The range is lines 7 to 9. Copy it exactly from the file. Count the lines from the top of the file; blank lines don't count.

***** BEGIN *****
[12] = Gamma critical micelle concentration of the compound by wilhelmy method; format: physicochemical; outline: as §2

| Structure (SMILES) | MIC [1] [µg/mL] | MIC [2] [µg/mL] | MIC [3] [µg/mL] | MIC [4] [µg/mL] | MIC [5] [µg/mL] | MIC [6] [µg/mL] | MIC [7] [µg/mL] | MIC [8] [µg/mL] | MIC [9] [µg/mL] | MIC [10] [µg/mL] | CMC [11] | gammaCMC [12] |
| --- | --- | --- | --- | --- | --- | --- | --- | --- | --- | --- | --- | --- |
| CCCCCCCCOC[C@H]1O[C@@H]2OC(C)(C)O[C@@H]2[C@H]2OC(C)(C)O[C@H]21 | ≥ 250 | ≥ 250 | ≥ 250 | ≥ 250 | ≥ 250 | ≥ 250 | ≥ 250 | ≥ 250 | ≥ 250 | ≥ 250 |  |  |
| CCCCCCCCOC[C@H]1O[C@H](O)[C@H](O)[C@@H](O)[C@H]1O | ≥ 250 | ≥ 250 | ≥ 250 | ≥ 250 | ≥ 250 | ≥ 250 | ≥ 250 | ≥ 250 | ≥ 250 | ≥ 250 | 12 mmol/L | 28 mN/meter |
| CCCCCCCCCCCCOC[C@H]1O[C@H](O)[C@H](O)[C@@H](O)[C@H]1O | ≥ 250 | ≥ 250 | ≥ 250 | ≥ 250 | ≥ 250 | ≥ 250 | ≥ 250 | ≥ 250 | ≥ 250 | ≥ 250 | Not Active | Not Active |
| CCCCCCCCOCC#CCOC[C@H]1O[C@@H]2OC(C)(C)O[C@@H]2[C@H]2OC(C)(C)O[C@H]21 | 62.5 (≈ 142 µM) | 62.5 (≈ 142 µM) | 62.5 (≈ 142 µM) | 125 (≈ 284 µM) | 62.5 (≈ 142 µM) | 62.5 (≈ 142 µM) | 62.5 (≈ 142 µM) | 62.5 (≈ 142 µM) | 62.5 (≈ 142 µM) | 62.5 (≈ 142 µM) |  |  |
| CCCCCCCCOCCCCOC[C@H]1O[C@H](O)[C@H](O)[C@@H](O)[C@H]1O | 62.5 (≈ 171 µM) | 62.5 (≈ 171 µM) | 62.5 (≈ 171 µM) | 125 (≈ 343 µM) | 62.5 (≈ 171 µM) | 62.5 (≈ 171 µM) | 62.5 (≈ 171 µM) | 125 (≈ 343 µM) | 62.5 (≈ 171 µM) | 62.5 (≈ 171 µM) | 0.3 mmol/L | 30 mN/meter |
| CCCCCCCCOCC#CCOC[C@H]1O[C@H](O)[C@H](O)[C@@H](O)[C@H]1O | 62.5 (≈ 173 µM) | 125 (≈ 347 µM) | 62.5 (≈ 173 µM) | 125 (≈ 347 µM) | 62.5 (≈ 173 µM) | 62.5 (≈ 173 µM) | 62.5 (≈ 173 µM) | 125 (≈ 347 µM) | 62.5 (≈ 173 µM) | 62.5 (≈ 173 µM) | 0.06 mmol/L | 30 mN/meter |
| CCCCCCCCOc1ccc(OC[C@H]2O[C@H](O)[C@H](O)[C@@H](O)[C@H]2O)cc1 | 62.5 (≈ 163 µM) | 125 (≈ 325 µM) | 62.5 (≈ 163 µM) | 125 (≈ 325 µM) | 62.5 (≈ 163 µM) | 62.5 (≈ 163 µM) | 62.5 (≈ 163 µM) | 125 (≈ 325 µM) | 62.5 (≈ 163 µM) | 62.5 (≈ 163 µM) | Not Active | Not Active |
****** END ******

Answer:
| CCCCCCCCOCC#CCOC[C@H]1O[C@@H]2OC(C)(C)O[C@@H]2[C@H]2OC(C)(C)O[C@H]21 | 62.5 (≈ 142 µM) | 62.5 (≈ 142 µM) | 62.5 (≈ 142 µM) | 125 (≈ 284 µM) | 62.5 (≈ 142 µM) | 62.5 (≈ 142 µM) | 62.5 (≈ 142 µM) | 62.5 (≈ 142 µM) | 62.5 (≈ 142 µM) | 62.5 (≈ 142 µM) |  |  |
| CCCCCCCCOCCCCOC[C@H]1O[C@H](O)[C@H](O)[C@@H](O)[C@H]1O | 62.5 (≈ 171 µM) | 62.5 (≈ 171 µM) | 62.5 (≈ 171 µM) | 125 (≈ 343 µM) | 62.5 (≈ 171 µM) | 62.5 (≈ 171 µM) | 62.5 (≈ 171 µM) | 125 (≈ 343 µM) | 62.5 (≈ 171 µM) | 62.5 (≈ 171 µM) | 0.3 mmol/L | 30 mN/meter |
| CCCCCCCCOCC#CCOC[C@H]1O[C@H](O)[C@H](O)[C@@H](O)[C@H]1O | 62.5 (≈ 173 µM) | 125 (≈ 347 µM) | 62.5 (≈ 173 µM) | 125 (≈ 347 µM) | 62.5 (≈ 173 µM) | 62.5 (≈ 173 µM) | 62.5 (≈ 173 µM) | 125 (≈ 347 µM) | 62.5 (≈ 173 µM) | 62.5 (≈ 173 µM) | 0.06 mmol/L | 30 mN/meter |